Members: : No.

Executive Responses

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Civil Legal Aid (Scotland) Amendment Regulations 2004 (SSI 2004/50)

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The Convener: : We move on to item 3, on Executive responses. Members will remember that we asked the Executive about citing as enabling powers section 17(2B) and section 42 of the Legal Aid (Scotland) Act 1986. Members will see that the legal adviser is still not happy and does not accept the Executive's arguments regarding the relevance of section 17(2B). What is the way forward on the regulations? The Executive is saying that it does not think that there was a need to cite the sections, but our legal advice is that that would have been useful.


Mr Maxwell: : I agree that it would have been useful. The Executive has cited the use in the preamble to the regulations of the words:

"and of all other powers enabling them in that behalf".

I accept that that catch-all phrase does indeed catch all, but it seems inappropriate to use only such a phrase. It seems entirely appropriate that the Executive should cite all the enabling powers. If section 17(2B) is such a power, it should be cited, as has happened elsewhere. We should write back to the Executive and say that we do not accept its response and that section 17(2B) should have been cited.


Christine May: : I was going to say the same thing. If we do not have time to write back to the Executive we should report the matter to the lead committee and the Parliament.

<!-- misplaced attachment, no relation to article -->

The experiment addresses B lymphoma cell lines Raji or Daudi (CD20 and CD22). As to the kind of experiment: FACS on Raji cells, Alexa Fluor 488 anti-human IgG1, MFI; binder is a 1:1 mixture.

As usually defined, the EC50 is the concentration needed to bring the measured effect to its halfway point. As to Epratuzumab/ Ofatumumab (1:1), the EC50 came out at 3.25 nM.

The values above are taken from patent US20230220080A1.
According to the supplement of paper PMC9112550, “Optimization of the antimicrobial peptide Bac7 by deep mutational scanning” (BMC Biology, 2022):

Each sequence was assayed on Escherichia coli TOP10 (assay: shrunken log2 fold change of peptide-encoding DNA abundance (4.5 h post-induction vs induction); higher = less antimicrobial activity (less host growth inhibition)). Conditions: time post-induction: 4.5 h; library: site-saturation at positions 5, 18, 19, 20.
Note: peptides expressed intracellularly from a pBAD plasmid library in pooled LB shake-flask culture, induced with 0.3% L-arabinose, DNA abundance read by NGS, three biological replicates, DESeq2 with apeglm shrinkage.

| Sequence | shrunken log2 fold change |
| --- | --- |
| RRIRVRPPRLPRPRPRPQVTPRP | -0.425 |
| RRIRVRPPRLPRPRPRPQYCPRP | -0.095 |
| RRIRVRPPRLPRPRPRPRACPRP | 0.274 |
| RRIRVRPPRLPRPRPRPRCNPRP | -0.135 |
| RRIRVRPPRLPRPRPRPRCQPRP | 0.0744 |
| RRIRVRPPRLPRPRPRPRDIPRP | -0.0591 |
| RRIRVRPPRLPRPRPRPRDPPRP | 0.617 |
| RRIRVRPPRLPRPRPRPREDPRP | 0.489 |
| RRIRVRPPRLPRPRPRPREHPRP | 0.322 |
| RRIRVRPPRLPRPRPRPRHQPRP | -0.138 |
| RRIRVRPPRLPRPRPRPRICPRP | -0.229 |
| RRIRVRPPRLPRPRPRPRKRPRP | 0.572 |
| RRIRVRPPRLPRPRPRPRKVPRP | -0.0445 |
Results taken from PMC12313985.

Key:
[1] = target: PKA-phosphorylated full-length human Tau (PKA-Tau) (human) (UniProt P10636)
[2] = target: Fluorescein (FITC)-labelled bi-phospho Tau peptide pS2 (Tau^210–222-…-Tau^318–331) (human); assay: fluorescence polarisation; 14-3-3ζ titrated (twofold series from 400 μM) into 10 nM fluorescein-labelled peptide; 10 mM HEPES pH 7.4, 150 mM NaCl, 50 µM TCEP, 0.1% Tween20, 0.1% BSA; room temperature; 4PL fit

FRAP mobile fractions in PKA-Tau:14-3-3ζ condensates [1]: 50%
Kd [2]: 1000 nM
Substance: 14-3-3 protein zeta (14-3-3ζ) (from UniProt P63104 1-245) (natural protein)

The Convener: : I gather that we do not have time to write back to the Executive, so we will just have to report the matter to the lead committee and the Parliament.

The second point that our legal advice mentions is the inconsistency between the regulations and the Executive note. There is an explanation from the Executive, which we will pass on to the lead committee and the Parliament. Is that agreed?

Members indicated agreement.

Private Hire Vehicles (Carriage of Guide Dogs etc) Act 2002 (Commencement No 1) (Scotland) Order 2004 (SSI 2004/57)

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The Convener: : It is the legal adviser's view that there is a slight problem, particularly for the user, with using the UK "Statutory Instrument Practice", given that there is a separate Scottish manual, which the Executive has prepared, on how we deal with commencement orders. Members have read through the legal advice and will see that the legal adviser thinks that the issue could be considered further. What are members' views?


Alasdair Morgan: : I am not entirely clear. I am only a conditional supporter of devolution, but I thought that the settlement means that we do things differently in Scotland, as the Executive and Government ministers tell us constantly. The Executive's response is right in the sense that it is following the Scottish guidance in terms of the numbering of instruments. The only question is whether the two sets of guidance should accord more with each other. One could argue that point either way. It is quite clear from the insertion of the word "(Scotland)" in the order that it is in a separate numbering series. One could argue the point just as one could argue whether calling the monarch Elizabeth I or Elizabeth II is confusing.


Christine May: : I tend to consider such matters from the starting point of whether the user would find the instrument confusing. I accept Alasdair Morgan's point that the issue probably is not relevant, other than for the saddest anoraks, but we have a duty to the sad anoraks as well as to ordinary people with lives. There should be consistency and best practice should always be followed, especially if it helps to clarify where an instrument sits in the scheme of legislation. However, I am not prepared to divide the committee on the issue. I genuinely think that it is worth pursuing in the interests of clarity.